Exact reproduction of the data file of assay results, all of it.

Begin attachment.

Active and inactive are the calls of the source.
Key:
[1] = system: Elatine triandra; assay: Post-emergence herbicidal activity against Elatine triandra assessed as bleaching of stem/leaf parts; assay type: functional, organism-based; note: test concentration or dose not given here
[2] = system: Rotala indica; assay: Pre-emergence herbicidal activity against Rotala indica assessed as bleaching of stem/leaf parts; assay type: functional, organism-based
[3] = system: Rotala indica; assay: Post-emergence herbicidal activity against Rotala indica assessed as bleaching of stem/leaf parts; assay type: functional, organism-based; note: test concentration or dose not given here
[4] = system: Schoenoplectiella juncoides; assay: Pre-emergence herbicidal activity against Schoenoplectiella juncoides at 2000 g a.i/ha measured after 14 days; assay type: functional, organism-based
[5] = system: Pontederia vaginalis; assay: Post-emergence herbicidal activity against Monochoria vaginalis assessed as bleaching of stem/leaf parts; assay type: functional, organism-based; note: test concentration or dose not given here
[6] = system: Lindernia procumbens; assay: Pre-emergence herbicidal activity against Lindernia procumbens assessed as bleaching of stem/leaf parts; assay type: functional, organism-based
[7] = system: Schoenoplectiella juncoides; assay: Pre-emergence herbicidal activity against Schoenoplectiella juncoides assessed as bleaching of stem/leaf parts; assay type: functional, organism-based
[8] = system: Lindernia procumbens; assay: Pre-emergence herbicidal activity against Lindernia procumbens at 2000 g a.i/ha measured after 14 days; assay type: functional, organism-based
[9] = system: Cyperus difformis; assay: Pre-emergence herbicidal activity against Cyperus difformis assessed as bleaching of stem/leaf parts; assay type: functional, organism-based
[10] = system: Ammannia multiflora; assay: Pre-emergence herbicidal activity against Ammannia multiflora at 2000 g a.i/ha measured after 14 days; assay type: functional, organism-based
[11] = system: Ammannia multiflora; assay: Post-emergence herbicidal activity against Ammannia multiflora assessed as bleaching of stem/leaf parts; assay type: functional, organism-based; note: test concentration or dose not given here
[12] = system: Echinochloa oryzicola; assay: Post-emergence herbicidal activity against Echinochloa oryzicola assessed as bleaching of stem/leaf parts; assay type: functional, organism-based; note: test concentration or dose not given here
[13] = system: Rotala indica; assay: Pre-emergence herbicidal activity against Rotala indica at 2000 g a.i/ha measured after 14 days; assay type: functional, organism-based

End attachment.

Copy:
Active and inactive are the calls of the source.
Key:
[1] = system: Elatine triandra; assay: Post-emergence herbicidal activity against Elatine triandra assessed as bleaching of stem/leaf parts; assay type: functional, organism-based; note: test concentration or dose not given here
[2] = system: Rotala indica; assay: Pre-emergence herbicidal activity against Rotala indica assessed as bleaching of stem/leaf parts; assay type: functional, organism-based
[3] = system: Rotala indica; assay: Post-emergence herbicidal activity against Rotala indica assessed as bleaching of stem/leaf parts; assay type: functional, organism-based; note: test concentration or dose not given here
[4] = system: Schoenoplectiella juncoides; assay: Pre-emergence herbicidal activity against Schoenoplectiella juncoides at 2000 g a.i/ha measured after 14 days; assay type: functional, organism-based
[5] = system: Pontederia vaginalis; assay: Post-emergence herbicidal activity against Monochoria vaginalis assessed as bleaching of stem/leaf parts; assay type: functional, organism-based; note: test concentration or dose not given here
[6] = system: Lindernia procumbens; assay: Pre-emergence herbicidal activity against Lindernia procumbens assessed as bleaching of stem/leaf parts; assay type: functional, organism-based
[7] = system: Schoenoplectiella juncoides; assay: Pre-emergence herbicidal activity against Schoenoplectiella juncoides assessed as bleaching of stem/leaf parts; assay type: functional, organism-based
[8] = system: Lindernia procumbens; assay: Pre-emergence herbicidal activity against Lindernia procumbens at 2000 g a.i/ha measured after 14 days; assay type: functional, organism-based
[9] = system: Cyperus difformis; assay: Pre-emergence herbicidal activity against Cyperus difformis assessed as bleaching of stem/leaf parts; assay type: functional, organism-based
[10] = system: Ammannia multiflora; assay: Pre-emergence herbicidal activity against Ammannia multiflora at 2000 g a.i/ha measured after 14 days; assay type: functional, organism-based
[11] = system: Ammannia multiflora; assay: Post-emergence herbicidal activity against Ammannia multiflora assessed as bleaching of stem/leaf parts; assay type: functional, organism-based; note: test concentration or dose not given here
[12] = system: Echinochloa oryzicola; assay: Post-emergence herbicidal activity against Echinochloa oryzicola assessed as bleaching of stem/leaf parts; assay type: functional, organism-based; note: test concentration or dose not given here
[13] = system: Rotala indica; assay: Pre-emergence herbicidal activity against Rotala indica at 2000 g a.i/ha measured after 14 days; assay type: functional, organism-based